Ok then. Let’s address the elephant in the room. Why pay for a phrase-based library that has a finite number of phrases when I can write as many as I want of my own and record them myself?
Well, there’s a number of reasons that I can think of. Probably this will engender some blow-back from hard-core purists with hefty purses out there. And that’s fine. Guess what! Noir was not created for you.
But for someone like me, a blue-collar working composer churning out stuff every day to pitch to briefs, often with a few scant hours turnaround time, phrase libraries fill a definite need. What’s that? Access. Namely, access to professionally scored and recorded musical bits and pieces that can help me garnish a great sounding composition in the shortest time possible. I rarely if ever have the time or the resources to hire a 50-string orchestra, put them into a good hall, hire a top-notch engineer with top-notch gear to record them, not to mention copyists, orchestrators and so on.
For me, phrase-based libraries fill a niche that suits my work style perfectly. Fast, great-sounding, somewhat malleable and cheap. Did I mention cheap? Actually, hiring and recording a good Jazz ensemble would cost more than most briefs payout!
The other aspect I want to comment on is this fear that everyone else will be using the same phrases and lines. Well, have you ever played a blues progression? Probably, umpteen times. When you record a blues phrase are you worried that millions of others have used and are using that same progression again and again? Probably not! What about a driving string ostinato. Sound familiar? Sure, because more than likely, that ostinato or a variation thereof has been used thousands of times before! But when that ostinato is put into a musical context with other instruments and textures, it ceases to be an issue. Because no one cares!
So with Noir. Nobody says you have to use individual phrases on their own again and again. Sure, then they will start to sound familiar and overused. But if you use them within a greater musical framework, who’s gonna’ notice? Except you and a dozen musical purists out there. And in the field of production music, trust me, no one cares if things repeat, as long as you hit the brief! And if that music sounds somewhat familiar, all the better!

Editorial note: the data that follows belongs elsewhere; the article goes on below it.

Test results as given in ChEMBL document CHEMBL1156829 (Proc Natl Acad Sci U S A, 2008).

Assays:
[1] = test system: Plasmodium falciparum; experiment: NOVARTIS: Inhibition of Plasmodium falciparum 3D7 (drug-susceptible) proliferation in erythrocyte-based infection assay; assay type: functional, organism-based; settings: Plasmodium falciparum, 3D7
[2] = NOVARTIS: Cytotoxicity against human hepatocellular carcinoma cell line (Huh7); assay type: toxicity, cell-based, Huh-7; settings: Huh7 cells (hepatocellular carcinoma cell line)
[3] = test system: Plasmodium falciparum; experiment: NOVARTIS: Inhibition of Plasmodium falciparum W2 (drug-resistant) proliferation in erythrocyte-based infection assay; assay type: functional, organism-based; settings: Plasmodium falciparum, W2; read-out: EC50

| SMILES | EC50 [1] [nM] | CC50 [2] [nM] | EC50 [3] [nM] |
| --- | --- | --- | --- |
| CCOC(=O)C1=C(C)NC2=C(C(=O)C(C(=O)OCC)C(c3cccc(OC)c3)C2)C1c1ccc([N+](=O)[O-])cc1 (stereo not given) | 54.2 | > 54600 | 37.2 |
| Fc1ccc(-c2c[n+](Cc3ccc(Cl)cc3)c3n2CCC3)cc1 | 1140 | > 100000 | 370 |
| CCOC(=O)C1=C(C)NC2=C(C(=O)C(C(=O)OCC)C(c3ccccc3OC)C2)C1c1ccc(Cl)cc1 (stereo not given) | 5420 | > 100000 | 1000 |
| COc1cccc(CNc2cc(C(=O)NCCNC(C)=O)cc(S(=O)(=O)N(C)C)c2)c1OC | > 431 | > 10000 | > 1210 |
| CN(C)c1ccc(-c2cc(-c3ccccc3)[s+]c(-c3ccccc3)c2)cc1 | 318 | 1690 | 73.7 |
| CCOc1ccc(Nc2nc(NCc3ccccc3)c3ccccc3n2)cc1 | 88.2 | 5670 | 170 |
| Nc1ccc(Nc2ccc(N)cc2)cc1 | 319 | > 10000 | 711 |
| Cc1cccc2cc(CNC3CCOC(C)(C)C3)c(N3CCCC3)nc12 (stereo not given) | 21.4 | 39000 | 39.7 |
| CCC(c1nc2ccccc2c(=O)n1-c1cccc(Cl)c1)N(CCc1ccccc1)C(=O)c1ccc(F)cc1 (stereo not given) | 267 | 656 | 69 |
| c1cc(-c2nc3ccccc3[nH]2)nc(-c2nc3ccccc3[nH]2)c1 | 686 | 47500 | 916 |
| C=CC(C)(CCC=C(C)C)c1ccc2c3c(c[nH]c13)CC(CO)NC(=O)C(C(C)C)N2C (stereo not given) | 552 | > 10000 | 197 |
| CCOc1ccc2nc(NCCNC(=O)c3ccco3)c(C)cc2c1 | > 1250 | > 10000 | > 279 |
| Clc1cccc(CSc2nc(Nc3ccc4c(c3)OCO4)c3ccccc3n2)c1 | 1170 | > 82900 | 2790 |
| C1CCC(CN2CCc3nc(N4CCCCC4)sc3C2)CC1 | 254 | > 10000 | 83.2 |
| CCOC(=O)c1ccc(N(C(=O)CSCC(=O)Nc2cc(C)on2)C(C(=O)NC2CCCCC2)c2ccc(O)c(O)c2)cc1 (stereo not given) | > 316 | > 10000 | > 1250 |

Other than the missing drums and bass, (trust me, you’ll want to use a great jazz drum library with these plus play in your own bass lines) Noir is a pretty impressive package. I’ve added a piece I wrote using Noir exclusively (except with added drums for continuity and drive). Was pretty painless and didn’t take all that long!
Requires NI Kontakt and Kontakt Player 5.7.1 and up
Komplete Kontrol and NKS 1.5 Compatible
44.1kHz/24bit quality samples
74.4GB disk space required for samples
Noir sells for €299.90 from Sonokinetic
Demos of Sonokinetic Noir by Sonokinetic
Videos of Sonokinetic Noir by Sonokinetic
Contributor MCR reviews Sonokinetic Noir by Sonokinetic
“Sonokinetic’s Noir gives everyone access to a beautiful world of dark, dreamy, blues-drenched colours that would fit won While it’s phrase-based approach is certainly not to everyone’s liking, the technology allows any user to create realistic pieces that sound lush and very polished.”
I’m hoping you can help, as a google search wasn’t helping to clarify … I’m returning to composing for media, after a very LENGTHY, absence. Perhaps I’ve forgotten. When you refer to a “brief”, I think you’re referring to the “written” compositional guidelines/expectations, style, instrumentation, etc requested by the client and/or associated creative team? I worked in music for advertising in the 1980’s. The above mentioned requirements were essential, but often informal, and would be discussed at a strategy session. Thanks!
Yes, the article is referring to a “brief” as a summary document for the client to communicate to the creative team all aspects of requirements including technical and stylistic direction. Briefs these days range from a few sentences to a 10 page PDF document with statistical data of target market and detailed examples of style/genre desired for the work.